] A A Written by Jon Campbell Albany Bureau ALBANY -- Gov. Andrew Cuomo on Monday expressed support for "home rule" when it comes to natural-gas drilling, saying that a municipality’s support or opposition should factor into the decision-making process. In an interview on New York Public Radio, Cuomo addressed the issue because it has been the subject of two lawsuits and speculation as to whether local decision-making would play a role in whether drilling goes forward in a community. “I think it’s inarguable that one should take into consideration home rule, and if you have communities that have an expressed desire to proceed, I think that should be taken into consideration if you decide to go down this road at all,” Cuomo said. “Obviously, if a community says that they oppose it, that should be taken into consideration.” Cuomo’s comments come after state Department of Environmental Conservation officials have hinted in recent months that a community’s position on hydrofracking would be taken into account when deciding where to issue permits for the technique. High-volume hydrofracking permits have been on hold in New York until the DEC completes an environmental and regulatory review of the process, which involves the use of water, sand and chemicals injected into underground shale formations to release natural gas. Cuomo said that review should be completed “later this summer.” The debate over home rule has led to the passage of more than 100 municipal bans or moratoriums on hydrofracking or gas drilling, most of which are in the central New York and Finger Lakes region. Meanwhile, landowner coalitions have urged town boards to pass resolutions in support of gas drilling, focusing on towns in the deepest part of the Marcellus Shale region near the Pennsylvania border. In the end, whether municipal bans hold up could come down to the courts. A pair of state Supreme Court judges ruled that state law allows towns to ban the practice; both decisions are currently being appealed. Cuomo is believed to be considering allowing a limited amount of high-volume hydrofracking permits in five counties along the Southern Tier in the gas-rich Marcellus Shale -- Broome, Tioga, Chemung, Chenango and Steuben. And the state may place the permits only in municipalities that favor the drilling. Cuomo, a first-term Democrat, stressed that no final decisions have been made when it comes to whether allow hydrofracking at all. “I know (DEC is) working very hard, but I want them to do it on a professional timetable and not a political timetable,” Cuomo said.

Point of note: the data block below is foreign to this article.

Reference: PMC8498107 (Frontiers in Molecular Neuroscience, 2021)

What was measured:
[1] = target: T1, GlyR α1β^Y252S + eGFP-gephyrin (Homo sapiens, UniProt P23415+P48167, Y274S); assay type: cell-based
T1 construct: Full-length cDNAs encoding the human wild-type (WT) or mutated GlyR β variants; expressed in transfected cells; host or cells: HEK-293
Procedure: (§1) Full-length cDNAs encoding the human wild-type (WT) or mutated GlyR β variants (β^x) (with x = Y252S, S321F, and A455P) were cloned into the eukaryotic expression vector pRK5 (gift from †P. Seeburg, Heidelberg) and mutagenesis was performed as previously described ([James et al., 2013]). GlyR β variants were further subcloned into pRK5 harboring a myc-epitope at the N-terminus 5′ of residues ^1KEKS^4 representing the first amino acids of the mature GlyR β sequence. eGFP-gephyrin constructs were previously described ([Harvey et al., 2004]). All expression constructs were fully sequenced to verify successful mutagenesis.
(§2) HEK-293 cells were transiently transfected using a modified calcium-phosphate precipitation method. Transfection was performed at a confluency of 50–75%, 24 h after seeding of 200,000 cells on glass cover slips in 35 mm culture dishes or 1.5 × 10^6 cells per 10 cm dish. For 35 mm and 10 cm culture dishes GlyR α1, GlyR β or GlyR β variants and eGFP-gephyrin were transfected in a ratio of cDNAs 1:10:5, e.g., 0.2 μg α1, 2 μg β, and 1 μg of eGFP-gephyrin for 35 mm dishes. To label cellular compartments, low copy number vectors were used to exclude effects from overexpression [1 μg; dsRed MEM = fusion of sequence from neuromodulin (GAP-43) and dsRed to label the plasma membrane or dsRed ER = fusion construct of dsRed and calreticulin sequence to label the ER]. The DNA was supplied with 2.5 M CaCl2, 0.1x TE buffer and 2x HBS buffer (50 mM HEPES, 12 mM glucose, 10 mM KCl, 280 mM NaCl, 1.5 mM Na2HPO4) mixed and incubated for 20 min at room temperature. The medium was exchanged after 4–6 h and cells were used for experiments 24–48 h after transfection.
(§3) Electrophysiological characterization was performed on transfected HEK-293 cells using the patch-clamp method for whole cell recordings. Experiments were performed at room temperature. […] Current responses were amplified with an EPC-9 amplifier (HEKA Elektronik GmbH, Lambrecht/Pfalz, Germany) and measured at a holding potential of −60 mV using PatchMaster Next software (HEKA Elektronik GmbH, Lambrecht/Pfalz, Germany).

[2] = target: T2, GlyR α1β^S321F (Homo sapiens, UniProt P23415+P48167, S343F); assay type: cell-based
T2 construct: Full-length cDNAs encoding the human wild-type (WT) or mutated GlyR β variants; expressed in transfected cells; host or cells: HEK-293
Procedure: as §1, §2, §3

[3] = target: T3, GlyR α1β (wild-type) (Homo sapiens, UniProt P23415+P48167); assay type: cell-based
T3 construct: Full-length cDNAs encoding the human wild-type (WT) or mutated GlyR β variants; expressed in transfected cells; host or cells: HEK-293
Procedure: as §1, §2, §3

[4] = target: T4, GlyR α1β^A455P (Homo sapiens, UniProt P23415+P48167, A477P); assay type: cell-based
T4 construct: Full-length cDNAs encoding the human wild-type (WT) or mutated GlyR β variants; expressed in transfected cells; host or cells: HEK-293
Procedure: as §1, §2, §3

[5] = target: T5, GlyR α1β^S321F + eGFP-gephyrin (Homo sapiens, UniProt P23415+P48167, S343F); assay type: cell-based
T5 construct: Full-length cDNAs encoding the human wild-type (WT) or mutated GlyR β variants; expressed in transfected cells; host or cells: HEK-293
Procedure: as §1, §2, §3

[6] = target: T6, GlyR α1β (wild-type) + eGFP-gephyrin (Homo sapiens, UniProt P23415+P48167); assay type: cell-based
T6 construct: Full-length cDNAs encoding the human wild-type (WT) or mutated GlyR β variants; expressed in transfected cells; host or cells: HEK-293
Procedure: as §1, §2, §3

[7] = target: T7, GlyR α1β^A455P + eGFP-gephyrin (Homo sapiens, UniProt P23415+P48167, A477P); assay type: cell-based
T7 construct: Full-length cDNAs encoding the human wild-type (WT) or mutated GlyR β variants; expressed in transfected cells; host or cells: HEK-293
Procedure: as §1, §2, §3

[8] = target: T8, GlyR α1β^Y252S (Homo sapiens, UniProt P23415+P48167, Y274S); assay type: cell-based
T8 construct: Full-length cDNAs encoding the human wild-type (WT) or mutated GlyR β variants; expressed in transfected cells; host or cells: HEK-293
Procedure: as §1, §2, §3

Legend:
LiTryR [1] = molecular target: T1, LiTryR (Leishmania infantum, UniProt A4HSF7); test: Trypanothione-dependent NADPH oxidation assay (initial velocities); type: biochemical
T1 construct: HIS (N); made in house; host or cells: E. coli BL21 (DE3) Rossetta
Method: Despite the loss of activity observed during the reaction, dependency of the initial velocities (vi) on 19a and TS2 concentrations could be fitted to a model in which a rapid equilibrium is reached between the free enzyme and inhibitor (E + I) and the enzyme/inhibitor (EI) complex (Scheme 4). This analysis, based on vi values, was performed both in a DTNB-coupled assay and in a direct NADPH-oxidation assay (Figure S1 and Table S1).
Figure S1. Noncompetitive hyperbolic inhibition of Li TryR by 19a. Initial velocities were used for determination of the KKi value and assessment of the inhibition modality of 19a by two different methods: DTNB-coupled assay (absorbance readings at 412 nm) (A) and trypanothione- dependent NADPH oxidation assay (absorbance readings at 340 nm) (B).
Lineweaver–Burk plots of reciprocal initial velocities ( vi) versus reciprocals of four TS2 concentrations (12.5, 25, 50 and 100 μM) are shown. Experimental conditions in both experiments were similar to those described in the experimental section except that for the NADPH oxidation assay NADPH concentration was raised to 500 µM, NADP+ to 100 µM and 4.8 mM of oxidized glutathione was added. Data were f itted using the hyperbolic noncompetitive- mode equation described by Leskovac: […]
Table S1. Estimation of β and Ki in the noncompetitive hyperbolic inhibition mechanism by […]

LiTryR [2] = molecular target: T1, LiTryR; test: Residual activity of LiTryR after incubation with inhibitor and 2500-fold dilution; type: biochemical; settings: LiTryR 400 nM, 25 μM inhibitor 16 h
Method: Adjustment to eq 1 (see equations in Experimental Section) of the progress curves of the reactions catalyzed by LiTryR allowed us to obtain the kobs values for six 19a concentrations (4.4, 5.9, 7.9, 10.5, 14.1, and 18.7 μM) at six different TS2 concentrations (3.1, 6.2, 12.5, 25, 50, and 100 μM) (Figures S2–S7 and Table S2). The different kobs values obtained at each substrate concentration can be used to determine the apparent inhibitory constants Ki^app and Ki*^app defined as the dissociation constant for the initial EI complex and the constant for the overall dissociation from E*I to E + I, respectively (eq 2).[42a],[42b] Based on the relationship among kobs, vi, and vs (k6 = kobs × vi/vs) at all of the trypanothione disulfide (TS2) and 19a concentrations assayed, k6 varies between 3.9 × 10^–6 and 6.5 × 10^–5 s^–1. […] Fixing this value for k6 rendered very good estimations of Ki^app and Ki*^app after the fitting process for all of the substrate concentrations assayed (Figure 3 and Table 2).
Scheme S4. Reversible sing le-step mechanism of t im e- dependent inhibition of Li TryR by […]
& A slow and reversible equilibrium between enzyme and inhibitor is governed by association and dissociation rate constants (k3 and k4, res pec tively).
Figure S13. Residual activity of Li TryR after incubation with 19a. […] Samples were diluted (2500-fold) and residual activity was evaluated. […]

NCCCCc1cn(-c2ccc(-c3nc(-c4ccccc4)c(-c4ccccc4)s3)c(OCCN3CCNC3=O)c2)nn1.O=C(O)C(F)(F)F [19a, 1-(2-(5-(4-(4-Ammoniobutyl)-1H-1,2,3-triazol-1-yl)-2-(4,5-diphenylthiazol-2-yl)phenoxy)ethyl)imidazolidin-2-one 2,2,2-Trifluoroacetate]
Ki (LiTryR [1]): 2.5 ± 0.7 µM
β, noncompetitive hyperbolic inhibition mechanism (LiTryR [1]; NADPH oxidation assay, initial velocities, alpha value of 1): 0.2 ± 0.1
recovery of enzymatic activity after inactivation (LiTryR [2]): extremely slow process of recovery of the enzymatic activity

Tuesday, July 3, 2012